While I am on vacation this week...You are in for a treat everyone as I share some great insights from my friend and mentor Rachel Watkins!!!
Keeping the little ones content
One of the biggest struggles homeschooling parents face is keeping the younger one content while the older ones are learning. While the older ones have goals to meet based on state requirements, lesson plans or curriculums, the only goal for a preschooler or toddler is to have as much fun as possible. The ‘rule’ of toddler life is to go, go, go and take as many prisoners (that usually means Mom) along the way! (While I know there are some fathers out there who are the ‘teacher’ I will beg their forgiveness and just use “Mom” here for simplicity.)
Most families make use of the following:
FLEXIBILITY - When thinking of making a school schedule think of the best times for you, your stamina and the needs of the little ones. If you write the schedule with those in mind you can get more done than you think. Don’t forget to plan a snack schedule as you can get a lot accomplished with an older child while the younger one is munching next to you. When you have more than a few little ones, you may find that going to a weekly or even monthly plan is better than trying a daily one. Not knowing if the baby going to start teething, the toddler who is potty-training is miserable, etc. make a daily plan is almost impossible in my house. Instead, I make big weekly plans and monthly goals. I know I can meet (or adjust those) is much less stressful than saying I must go this and that today and today only! In a family w/ babies and toddlers today’s quickly become yesterday’s so don’t be tied to a planner that doesn’t allow for flexibility.
Also, know that you are getting more done than you think. Remember to cover the 4 R’s – reading, ‘riting, ‘rithmatic’ and religion and you are doing fine. Check out the “What Every (1st, 2nd, 3rd, etc.) Grader Should Know series and you will probably discover that your child knows more than you remember teaching them. And having stacks and stacks of good books – both fiction and non-fiction – will go a long way to teach your kids what you yourself can’t. The computer is also a given in most homes. Having some good teaching sites bookmarked as favorites make it easier to get your kids started on learning something when it’s a rough day.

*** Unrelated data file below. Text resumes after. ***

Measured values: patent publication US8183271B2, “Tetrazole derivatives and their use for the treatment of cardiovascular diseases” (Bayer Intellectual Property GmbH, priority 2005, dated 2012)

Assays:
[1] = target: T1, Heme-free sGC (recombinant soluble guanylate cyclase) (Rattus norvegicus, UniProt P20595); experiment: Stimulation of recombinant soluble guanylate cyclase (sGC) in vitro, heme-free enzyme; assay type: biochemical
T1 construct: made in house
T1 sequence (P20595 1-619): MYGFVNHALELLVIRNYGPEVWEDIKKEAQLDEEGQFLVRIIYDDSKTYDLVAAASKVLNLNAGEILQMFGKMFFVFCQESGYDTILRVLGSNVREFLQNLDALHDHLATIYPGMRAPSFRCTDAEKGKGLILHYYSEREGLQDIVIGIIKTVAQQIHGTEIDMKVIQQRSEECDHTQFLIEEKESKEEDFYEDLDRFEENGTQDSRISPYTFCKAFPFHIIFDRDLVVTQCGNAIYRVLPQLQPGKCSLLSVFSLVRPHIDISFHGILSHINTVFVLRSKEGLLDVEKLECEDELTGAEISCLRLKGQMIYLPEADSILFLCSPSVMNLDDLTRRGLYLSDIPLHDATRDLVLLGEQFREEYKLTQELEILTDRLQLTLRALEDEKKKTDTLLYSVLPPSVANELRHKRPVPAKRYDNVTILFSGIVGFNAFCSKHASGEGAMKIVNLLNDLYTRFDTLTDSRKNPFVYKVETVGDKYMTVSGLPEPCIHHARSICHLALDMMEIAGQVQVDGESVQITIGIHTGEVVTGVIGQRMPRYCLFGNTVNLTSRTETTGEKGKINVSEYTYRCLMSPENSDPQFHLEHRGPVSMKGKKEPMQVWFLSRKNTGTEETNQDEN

This isn’t to say that other subjects are necessary and your own state may require real, concrete proof of all subjects taught. Rather it is remind you that you need to take school just one day at a time.
CREATIVITY - Be as creative with your schedule as homeschooling allows. Perhaps getting to some subjects will take place after Dad comes home. He can play with the younger ones or listen to the older one read. Consider doing a concentrated study session on a Saturday morning. Make the most of naps to take care of the more difficult subjects (in our house it is Math). And remember – with elementary aged kids they don’t need 5 or 6 hours of school. And once you get them reading successfully they can manage to get a good number of subjects done on their own. Developing independent learners is vital to success in high school and beyond.
Older children will take turns to help care for younger ones. Some mothers use assigned times or days while other moms just ask the child who is not occupied. For example, in my family, I assign one of the older kids to be my ‘go-to girl’ or ‘go-to guy’ for a given day. So, on Monday (and only Monday), my 14 yr. old is ‘Go-To Girl’ for the whole day. She is not expected to do any school work until little ones are napping. She helps out w/ keeping them occupied, folding laundry, helping w/ dinner, anything and everything. In a word, that is her day to be my right hand gal. On the one hand, some would say, she is missing out on schoolwork. Perhaps.
But on the other hand – she is learning at my side about running a household. She is spending some time w/ me as we are making dinner together, working side-by-side. She is Lunch Lady for that day (no, I don’t insist on hairnets) and more. It is a huge help to me and fun for her. She likes the idea of playing ‘hooky’ of sorts and we’ve had some great conversations this way. She is also helping occupy the little ones and allowing me some time to help the younger ones w/ their school.
To clarify – this isn’t to say that on other days, she doesn’t help but on this one day of the week, she is my primary helper. I do the same on other days w/ all my older kids from around 8 on up. (This then means in my home that I have a ‘go-to’ kid four days a week.) Good thing, we take Fridays ‘off’.